total miles: 606.37!
All right, Ohio, the sheer joy of flying down your hills is slowly being diluted by the pure fuck-you of climbing up them.
Tomorrow I embark on my last leg of Highway 40. I have been on this road since Indianapolis; I am beginning to believe that I was born in this road and am increasingly convinced I will die on this road. If Jeff does in fact manage to pluck me from its clutches tomorrow I am going to do everything in my meager power to never fucking set foot on it again.
Then I shall be in DC! It may not be exactly the coast, but it counts as the coast. I will be on the east goddamn coast. Tomorrow.
Where the waves grow sweet, doubt not, Reepicheep, there is the Utter East.
Milwaukee to Washington, DC. Well, Milwaukee to the Ohio/WV borderish on my own two legs. Jesus.
A lot of people, family/friends and strangers alike, have commented on the courage it must have taken to undertake this mess. And of course I understand why it’s seen as brave but it doesn’t feel courageous to me. If anything, it feels cowardly, like I’m just ramping up the scale of running from my problems.
I realize this is in a large part the depression talking (the Steve-brain, if you will). Steve’s much quieter these days, between the physical exertion and the constant stimuli around me — even the corn is better than sitting silent in my dirty white walls, and the fact thatt m am actually, sometimes, enjoying my life, but he’s always there.
I’ve learned to shut off the knee-jerk self-deprecation when somebody expresses their admiration, to smile and say thank you. I haven’t learned to shut off the voice that reminds me that the only impressive thing about what I’m doing is the extent to which I couldn’t handle “normal life,” how I’m so incapable at being a functional adult that just starting over and moving alone to a random city time after time wasn’t enough, I had to go the next step and tear it all down completely.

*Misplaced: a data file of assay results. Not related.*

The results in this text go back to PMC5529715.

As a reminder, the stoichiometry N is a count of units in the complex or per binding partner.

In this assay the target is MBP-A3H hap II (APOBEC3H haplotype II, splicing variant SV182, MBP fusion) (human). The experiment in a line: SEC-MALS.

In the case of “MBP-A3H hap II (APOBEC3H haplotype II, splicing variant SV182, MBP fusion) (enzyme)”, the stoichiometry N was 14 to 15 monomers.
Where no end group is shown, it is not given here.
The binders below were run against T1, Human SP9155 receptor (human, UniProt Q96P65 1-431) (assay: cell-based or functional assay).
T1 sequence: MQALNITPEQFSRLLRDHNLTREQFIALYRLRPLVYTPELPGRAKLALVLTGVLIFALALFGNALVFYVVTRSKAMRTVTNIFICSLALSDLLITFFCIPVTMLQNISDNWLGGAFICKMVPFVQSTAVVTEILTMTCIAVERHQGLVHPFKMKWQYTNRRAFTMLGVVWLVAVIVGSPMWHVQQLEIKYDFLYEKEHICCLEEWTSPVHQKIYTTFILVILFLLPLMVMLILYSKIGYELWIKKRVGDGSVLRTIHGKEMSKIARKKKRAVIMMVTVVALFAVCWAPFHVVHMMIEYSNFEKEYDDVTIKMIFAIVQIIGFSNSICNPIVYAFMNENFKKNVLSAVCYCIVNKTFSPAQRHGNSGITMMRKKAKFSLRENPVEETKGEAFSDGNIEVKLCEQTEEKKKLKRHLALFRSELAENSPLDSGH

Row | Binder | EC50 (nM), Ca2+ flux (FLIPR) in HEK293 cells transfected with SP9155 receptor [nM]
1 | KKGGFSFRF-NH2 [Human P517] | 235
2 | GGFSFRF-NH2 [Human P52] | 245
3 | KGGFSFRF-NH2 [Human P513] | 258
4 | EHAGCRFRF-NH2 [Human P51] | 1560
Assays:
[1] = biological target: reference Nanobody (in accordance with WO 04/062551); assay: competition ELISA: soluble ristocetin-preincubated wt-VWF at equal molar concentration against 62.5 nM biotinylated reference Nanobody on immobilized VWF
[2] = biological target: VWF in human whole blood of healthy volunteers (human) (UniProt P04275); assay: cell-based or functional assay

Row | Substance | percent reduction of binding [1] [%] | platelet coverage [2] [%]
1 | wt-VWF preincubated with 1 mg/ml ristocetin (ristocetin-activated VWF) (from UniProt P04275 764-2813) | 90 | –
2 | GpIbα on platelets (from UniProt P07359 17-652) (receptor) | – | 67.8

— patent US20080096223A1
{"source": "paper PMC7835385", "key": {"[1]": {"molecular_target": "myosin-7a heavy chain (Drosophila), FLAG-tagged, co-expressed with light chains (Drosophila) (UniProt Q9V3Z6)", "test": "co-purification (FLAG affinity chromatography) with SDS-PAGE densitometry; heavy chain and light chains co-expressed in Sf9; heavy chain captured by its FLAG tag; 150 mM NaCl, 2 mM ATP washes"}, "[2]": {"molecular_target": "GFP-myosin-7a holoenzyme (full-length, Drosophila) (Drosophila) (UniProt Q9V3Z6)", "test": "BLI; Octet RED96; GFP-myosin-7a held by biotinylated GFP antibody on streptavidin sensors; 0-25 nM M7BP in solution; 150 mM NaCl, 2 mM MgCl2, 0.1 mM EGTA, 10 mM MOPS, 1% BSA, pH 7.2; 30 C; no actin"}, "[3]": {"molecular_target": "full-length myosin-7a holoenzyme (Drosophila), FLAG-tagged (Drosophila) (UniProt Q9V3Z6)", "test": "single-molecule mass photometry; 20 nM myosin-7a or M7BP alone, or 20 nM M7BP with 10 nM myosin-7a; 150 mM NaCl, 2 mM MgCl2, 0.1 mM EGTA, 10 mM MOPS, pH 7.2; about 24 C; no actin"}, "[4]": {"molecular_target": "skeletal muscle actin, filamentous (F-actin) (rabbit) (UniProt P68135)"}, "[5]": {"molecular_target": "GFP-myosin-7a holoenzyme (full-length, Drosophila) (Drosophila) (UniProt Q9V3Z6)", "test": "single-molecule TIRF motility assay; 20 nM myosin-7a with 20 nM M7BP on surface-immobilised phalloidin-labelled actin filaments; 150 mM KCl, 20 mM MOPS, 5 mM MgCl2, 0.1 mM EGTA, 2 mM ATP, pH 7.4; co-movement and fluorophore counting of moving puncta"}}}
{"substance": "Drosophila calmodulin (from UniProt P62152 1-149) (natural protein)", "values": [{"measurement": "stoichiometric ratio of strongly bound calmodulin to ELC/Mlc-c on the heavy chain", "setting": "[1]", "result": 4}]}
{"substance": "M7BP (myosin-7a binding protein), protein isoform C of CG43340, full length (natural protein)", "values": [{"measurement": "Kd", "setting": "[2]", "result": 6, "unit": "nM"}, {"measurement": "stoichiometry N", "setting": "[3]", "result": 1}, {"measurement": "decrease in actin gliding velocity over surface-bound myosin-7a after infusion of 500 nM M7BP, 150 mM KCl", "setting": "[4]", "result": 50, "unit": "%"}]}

When I am on my bike I take up space. I exist in the world, as a part of it, not crouched off to the side, observing. I assert myself in the road, letting cars go around me, and jockey for position in turn lanes. I ask for and accept help; I share transitory smiles with other cyclists on the shoulders. And I’m OK.
You’d think that 30-60 miles on a bike on a near-daily basis would scratch the surface of insomnia, but you’d be wrong, and it’s frustrating. I love motels, I’ve waved poetic about the sameness, the comfortable anonymity, but I look around and I see families on vacation, businessmen traveling for work, friends on a roadtrip, and sometimes I feel like I’m the one that’s here because I couldn’t manage being anywhere else.